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Old January 4th, 2005, 07:10 PM
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Default The little "plus" sign

Hello!

I'm creating an MS Access DB. I have two tables linked to each other so that one record in one table can relate to several records in the second table.

When I open the main table (the first one) as a datasheet and fill with some records, I get a very narrow additional column on the left with plus signs in it. If I click on one, a box opens with all the rows from the second table that are related to the particular record.

The problem is, I want to use the queries, but that plus sign doesn't appear for queries, only for tables.

Can someone, please, explain, how can I get them on my query, as they're very convenient?

Thanks!
Janis

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Old January 5th, 2005, 12:48 AM
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janise

The Plus signs you see is showing the relationship between the associated tables.

if you were to create a new query add the two relational tables you will see an automatic link between the two.

another note: when you want to graphically see how you are constructing your tables, queries and views

click on the menu bar and relationships. here you can see and or create your database by adding/creating tables and its relationships, queries and views. It is very useful when you need to see your table structure.

Jaime E. Maccou
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Old January 5th, 2005, 12:35 PM
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Short Answer: You can't.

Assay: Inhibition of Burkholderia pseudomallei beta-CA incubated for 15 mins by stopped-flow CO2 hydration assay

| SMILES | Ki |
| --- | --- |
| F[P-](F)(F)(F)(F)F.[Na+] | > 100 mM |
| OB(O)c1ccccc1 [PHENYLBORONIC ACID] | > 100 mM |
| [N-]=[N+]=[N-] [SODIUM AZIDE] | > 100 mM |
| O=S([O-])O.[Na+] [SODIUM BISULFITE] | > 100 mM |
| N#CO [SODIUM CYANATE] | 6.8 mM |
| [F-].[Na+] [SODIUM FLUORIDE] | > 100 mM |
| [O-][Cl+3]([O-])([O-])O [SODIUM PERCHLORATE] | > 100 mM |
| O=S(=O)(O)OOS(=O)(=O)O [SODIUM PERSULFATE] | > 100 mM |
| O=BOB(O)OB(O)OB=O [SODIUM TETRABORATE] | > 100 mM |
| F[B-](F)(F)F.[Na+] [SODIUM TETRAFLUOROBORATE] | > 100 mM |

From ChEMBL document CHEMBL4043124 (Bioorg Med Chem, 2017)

If you have a single record in the main table and two records in the other table, for example, the query will return two rows, so no need for the plus signs.

mmcdonal
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Old January 5th, 2005, 03:33 PM
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Quote:
quote: Short Answer: You can't.

If you have a single record in the main table and two records in the other table, for example, the query will return two rows, so no need for the plus signs.
Ow, that's bad. :(

I didn't put any columns from the other table, as I was hoping for the plus sign to show them when needed. It's not so convenient to have a separate row for each record from the other table, as all the data from the first table is doubled then. And if you enter the data in this view, you must enter it twice all the time; it's quite disturbing, even if you use [Ctrl]+['].

Thanks, Jaime, for the reply! Unfortunately simply adding the other table in the query's design view didn't help either.

Janis
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Old January 5th, 2005, 05:41 PM
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Quote:
quote:Originally posted by janiseWhen I open the main table (the first one) as a datasheet and fill with some records,